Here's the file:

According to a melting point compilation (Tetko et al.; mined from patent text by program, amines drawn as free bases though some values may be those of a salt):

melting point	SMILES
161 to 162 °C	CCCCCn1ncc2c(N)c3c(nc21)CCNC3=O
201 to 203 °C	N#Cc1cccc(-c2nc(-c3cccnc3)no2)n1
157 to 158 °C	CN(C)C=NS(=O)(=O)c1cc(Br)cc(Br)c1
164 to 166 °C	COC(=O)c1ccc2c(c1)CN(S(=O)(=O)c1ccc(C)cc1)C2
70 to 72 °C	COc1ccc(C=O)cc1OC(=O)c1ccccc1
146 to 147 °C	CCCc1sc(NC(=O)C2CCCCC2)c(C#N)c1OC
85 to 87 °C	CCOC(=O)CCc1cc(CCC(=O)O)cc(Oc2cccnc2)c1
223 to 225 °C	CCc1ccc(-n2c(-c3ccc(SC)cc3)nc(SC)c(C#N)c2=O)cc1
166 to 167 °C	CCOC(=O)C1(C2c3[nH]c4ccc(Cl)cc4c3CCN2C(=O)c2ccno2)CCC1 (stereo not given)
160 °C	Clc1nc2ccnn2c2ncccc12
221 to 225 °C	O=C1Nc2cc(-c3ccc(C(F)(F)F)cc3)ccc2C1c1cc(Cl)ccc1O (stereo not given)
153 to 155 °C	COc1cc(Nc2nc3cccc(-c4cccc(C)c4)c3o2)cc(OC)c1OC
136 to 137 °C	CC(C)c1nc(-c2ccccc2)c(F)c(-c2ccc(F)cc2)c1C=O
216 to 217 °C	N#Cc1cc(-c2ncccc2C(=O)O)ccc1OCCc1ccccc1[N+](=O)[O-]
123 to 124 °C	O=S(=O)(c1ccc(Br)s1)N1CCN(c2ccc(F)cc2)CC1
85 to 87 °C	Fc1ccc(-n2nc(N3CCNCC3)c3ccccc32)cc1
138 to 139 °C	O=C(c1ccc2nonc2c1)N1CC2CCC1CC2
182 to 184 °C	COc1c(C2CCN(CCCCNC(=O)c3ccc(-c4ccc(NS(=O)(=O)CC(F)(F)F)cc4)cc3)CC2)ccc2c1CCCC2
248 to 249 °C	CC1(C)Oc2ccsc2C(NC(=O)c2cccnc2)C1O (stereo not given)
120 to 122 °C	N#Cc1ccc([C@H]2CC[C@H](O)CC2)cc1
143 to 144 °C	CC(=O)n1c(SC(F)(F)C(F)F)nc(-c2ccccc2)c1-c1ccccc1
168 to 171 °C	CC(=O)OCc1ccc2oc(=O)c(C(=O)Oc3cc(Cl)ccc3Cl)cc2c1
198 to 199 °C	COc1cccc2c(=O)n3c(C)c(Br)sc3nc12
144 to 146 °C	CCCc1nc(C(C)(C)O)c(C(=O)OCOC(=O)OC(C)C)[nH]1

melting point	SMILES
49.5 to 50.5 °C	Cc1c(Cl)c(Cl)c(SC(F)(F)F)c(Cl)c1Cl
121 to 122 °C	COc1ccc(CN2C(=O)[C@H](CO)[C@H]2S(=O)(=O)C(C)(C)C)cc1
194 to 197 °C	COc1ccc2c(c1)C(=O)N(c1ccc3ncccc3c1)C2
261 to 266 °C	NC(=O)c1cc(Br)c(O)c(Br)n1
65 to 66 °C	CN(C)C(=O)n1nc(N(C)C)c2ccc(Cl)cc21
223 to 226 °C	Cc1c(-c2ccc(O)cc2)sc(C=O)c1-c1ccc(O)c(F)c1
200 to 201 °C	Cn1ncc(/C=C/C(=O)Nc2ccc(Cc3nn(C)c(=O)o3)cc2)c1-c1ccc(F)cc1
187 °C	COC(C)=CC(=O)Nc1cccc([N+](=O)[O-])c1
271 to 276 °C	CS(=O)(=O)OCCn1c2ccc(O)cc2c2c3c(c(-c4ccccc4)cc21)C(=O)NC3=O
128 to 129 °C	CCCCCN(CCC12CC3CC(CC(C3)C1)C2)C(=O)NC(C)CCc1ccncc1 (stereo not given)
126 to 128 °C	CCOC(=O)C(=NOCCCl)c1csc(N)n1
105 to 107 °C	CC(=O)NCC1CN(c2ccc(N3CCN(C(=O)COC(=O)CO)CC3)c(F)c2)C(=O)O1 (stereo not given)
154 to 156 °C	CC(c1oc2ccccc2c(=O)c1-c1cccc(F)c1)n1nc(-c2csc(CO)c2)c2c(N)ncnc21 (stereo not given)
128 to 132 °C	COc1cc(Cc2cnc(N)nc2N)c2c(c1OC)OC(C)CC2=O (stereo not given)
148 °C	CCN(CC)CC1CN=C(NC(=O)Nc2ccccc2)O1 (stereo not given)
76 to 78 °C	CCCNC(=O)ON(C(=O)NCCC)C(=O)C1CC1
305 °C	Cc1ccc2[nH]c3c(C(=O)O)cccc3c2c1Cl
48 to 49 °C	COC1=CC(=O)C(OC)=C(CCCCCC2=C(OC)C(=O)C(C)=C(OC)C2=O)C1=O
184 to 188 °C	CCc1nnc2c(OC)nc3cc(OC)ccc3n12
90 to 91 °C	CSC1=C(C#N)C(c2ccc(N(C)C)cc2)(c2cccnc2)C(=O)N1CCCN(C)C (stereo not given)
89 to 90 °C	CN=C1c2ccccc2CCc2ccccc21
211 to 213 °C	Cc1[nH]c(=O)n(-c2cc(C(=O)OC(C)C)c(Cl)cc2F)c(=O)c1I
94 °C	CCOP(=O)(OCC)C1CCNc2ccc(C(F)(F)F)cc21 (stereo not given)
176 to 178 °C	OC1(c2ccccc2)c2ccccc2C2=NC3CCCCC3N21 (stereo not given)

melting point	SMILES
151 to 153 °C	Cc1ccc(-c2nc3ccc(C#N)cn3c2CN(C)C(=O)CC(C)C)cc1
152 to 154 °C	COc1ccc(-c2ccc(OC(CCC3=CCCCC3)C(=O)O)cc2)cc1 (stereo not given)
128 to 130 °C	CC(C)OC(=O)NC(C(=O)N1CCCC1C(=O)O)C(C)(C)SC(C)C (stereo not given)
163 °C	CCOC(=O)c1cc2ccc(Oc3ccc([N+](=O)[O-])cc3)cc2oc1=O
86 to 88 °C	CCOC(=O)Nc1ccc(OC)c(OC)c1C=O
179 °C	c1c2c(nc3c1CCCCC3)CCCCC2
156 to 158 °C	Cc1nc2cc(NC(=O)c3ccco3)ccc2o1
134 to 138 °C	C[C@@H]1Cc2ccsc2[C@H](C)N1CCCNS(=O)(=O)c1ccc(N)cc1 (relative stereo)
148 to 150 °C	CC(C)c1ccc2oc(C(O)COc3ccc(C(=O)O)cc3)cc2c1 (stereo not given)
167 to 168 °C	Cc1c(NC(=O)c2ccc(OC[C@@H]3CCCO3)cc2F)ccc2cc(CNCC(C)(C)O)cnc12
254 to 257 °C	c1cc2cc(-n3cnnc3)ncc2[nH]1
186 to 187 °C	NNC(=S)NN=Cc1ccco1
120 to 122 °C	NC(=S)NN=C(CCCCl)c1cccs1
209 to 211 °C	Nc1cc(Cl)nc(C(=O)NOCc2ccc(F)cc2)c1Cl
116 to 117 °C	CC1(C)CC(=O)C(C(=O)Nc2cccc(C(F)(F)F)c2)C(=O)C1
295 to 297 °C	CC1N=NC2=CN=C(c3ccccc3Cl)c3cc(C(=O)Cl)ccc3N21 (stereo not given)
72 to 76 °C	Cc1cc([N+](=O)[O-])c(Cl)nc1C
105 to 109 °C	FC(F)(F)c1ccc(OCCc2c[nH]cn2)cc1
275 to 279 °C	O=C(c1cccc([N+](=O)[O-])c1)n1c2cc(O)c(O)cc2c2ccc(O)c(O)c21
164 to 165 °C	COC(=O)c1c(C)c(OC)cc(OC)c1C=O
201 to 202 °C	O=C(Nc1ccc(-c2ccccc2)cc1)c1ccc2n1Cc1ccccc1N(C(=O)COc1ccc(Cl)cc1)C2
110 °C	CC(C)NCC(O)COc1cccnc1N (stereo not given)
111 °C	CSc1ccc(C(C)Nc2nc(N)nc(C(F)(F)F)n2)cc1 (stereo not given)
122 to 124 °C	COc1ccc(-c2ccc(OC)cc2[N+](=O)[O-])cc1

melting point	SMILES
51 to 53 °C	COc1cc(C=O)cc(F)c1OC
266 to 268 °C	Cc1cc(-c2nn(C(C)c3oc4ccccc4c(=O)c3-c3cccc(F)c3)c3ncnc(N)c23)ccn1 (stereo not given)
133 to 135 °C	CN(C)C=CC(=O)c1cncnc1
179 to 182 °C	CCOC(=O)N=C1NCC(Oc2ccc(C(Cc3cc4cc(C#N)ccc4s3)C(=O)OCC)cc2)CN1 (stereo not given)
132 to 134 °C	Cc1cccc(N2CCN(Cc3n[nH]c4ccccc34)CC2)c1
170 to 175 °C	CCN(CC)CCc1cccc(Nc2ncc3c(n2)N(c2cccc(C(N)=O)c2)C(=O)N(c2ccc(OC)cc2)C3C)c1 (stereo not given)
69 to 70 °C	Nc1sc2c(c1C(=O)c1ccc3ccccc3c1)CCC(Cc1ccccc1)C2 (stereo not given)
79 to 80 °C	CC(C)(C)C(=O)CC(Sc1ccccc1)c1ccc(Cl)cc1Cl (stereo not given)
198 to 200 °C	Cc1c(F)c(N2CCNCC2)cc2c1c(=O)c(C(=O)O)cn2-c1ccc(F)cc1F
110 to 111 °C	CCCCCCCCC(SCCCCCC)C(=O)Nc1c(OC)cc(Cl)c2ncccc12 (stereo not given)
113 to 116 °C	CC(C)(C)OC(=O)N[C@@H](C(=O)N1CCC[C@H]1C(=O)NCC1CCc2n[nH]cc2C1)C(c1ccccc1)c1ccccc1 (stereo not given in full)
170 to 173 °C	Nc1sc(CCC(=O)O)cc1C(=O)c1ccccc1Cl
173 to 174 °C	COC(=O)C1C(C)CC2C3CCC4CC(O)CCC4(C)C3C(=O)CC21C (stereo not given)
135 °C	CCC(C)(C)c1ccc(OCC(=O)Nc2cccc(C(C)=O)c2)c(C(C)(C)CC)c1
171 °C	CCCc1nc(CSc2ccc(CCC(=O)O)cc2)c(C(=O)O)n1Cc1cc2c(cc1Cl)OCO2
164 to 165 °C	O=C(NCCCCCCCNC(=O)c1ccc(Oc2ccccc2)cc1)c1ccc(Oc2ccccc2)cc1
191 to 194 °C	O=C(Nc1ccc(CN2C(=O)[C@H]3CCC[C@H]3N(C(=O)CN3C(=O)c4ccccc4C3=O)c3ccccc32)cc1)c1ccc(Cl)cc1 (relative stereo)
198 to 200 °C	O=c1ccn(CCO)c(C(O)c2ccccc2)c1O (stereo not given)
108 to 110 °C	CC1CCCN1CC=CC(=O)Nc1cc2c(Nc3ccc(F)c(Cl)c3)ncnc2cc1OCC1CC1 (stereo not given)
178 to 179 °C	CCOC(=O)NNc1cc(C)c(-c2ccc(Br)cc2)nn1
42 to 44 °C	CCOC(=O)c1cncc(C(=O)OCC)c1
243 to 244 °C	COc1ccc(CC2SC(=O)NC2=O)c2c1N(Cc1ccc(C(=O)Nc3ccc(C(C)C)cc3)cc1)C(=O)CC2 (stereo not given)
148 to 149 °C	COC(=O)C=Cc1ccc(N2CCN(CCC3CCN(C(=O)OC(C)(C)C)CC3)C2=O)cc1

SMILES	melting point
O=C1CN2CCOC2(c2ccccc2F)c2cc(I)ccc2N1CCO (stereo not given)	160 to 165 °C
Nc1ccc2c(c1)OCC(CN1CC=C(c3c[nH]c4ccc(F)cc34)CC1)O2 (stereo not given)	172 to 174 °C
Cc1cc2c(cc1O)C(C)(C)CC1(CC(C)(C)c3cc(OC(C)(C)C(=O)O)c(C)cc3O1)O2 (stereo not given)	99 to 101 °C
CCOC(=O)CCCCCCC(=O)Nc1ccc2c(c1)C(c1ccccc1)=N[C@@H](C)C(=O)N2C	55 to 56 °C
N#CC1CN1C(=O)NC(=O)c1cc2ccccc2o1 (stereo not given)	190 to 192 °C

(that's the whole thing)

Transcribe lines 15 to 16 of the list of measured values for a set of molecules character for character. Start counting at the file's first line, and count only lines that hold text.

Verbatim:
136 to 137 °C	CC(C)c1nc(-c2ccccc2)c(F)c(-c2ccc(F)cc2)c1C=O
216 to 217 °C	N#Cc1cc(-c2ncccc2C(=O)O)ccc1OCCc1ccccc1[N+](=O)[O-]